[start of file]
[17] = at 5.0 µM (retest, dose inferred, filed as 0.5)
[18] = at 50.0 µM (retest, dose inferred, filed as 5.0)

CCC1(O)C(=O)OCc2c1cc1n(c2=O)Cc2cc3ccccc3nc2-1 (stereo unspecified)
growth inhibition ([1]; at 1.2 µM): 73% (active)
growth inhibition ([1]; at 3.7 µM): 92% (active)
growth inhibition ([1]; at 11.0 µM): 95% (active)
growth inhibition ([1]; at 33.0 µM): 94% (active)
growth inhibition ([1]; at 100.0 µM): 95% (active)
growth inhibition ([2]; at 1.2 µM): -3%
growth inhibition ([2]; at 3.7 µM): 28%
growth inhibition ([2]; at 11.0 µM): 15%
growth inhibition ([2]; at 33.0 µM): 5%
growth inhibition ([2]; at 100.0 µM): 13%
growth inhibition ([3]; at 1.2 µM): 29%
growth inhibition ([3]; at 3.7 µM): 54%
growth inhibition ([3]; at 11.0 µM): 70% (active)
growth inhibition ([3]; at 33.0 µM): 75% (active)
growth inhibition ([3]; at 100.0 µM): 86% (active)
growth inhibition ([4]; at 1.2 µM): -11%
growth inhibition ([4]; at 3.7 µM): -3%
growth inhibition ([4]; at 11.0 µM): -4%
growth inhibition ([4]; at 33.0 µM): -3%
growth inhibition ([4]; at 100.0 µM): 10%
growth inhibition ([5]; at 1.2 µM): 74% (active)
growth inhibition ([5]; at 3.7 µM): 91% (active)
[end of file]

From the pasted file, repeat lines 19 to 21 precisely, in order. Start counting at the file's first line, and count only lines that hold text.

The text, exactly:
growth inhibition ([4]; at 1.2 µM): -11%
growth inhibition ([4]; at 3.7 µM): -3%
growth inhibition ([4]; at 11.0 µM): -4%